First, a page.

Coming from someone whose battled mental illness for much of her life, I have to say every portrayal of mental illness I see in the media just always raises so many questions in my head. The media gets so many things wrong basically all the time. But even so I still wonder if we tend to put people with mental illness in a box. Every single portrayal of mental illness has people commenting on it; whether they got some things right or some things wrong, or just flat-out did the mentally ill dirty, and I think this is a good thing, to an extent. I think media should always be analyzed and have people comment on whether they felt offended or wronged or actually felt connected to certain characters. But as a mentally ill person, I can’t say I always feel the same. I know that when I see a character on tv struggle with things I can relate to, I can at least appreciate stories like mine being represented in media. And I always hear all of these comments through social media along the lines of “that’s not how mentally ill people act” or “that makes mentally people look bad” and so on. And I can appreciate those comments when it’s addressing the same tropes of the mentally ill we used to see all the time. But sometimes I think we need to take a step back. I think we should all share our personal stories and how certain media portrayals made us feel, whether it was more connected or more alienated. But I think when we make some of these comments with the best intentions of trying to include every story, we might actually be doing some alienating ourselves. I know for a fact that mental illness is different in everyone’s experience and it can show itself in all different types of behaviors and it affects all different types of people. Mental Illness doesn’t discriminate. And it is very common for people with mental illness to feel alone with their feelings; like they are the only person on the planet who feels this way. And say one portrayal in media made that person feel a little less alone, should we not let that person feel this way because some aspects of the show could have been damaging to other viewers. I mean portraying mental illness in media without making it triggering for the mentally ill viewers is a conundrum in itself. I still don’t know how to feel about that. But what is triggering to some, and rightfully so, might help another person who is mentally ill feel less alone because the media didn’t leave anything out. And I don’t know if this is making sense or if I even believe what I’m saying. In a way I’m kind of playing devil’s advocate. Like most of the time I agree with people’s grievances about media. It should continue to be criticized because it should always strive to be better and more inclusive. But sometimes I feel like being so critical can potentially push us in the wrong direction. The many different experiences of mental illness are not wrong; and sometimes I feel like all these critiques are telling us that there are ways to deal with mental illness that are right and ways that are wrong. Everyone has a different story. Sometimes I think our goal is to perfect the representation of a topic that is just simply not perfect at all.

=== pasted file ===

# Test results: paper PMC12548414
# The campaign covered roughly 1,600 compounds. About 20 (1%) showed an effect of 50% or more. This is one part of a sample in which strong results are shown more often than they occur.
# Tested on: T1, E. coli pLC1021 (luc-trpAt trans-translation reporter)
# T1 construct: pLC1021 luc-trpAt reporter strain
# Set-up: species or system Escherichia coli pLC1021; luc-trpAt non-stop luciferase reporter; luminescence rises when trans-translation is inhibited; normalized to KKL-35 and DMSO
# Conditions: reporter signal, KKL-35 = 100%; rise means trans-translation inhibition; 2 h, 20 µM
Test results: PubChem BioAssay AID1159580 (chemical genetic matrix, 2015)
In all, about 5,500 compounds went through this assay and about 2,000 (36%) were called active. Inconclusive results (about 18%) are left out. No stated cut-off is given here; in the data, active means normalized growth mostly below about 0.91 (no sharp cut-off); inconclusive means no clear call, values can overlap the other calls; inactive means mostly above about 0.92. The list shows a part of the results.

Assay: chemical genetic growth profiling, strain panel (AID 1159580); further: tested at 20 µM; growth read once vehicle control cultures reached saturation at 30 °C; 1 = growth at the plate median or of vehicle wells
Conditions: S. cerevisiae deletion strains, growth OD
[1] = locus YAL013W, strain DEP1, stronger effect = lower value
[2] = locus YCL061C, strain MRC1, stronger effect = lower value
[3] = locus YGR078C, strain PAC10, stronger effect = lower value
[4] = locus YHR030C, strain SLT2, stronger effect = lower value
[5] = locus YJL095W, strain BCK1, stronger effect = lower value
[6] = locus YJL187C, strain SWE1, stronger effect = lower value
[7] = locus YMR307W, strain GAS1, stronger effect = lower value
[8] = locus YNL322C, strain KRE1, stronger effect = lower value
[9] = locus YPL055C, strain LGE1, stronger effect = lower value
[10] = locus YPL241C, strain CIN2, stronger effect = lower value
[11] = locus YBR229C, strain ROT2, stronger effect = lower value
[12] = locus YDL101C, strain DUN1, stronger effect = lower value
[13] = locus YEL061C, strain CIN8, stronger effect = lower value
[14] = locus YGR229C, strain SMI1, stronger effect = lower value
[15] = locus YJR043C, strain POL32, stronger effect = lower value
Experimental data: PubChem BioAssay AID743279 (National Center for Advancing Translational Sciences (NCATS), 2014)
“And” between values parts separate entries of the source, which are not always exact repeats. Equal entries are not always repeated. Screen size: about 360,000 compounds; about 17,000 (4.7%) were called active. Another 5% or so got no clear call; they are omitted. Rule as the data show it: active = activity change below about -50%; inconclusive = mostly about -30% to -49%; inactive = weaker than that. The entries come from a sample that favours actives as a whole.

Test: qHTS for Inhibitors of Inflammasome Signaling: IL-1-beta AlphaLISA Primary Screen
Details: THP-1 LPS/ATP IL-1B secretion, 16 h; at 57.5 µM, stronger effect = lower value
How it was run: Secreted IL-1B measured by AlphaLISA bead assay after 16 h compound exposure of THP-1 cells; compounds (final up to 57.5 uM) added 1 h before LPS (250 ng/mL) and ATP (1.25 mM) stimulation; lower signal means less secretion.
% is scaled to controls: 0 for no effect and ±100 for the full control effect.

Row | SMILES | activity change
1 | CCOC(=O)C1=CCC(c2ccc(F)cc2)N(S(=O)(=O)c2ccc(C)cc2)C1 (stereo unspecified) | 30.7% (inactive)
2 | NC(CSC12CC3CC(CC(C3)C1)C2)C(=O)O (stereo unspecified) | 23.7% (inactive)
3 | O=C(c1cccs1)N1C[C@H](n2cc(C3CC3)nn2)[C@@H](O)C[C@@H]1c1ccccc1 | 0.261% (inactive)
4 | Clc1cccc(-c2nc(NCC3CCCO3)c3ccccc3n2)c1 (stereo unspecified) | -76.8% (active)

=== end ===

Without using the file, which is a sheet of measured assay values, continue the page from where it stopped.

So yeah I’d love to hear others’ thoughts on this because I think it’s still all really confusing for me. Please feel free to completely disagree with me I just would love to hear back from others on what they think. Thanks!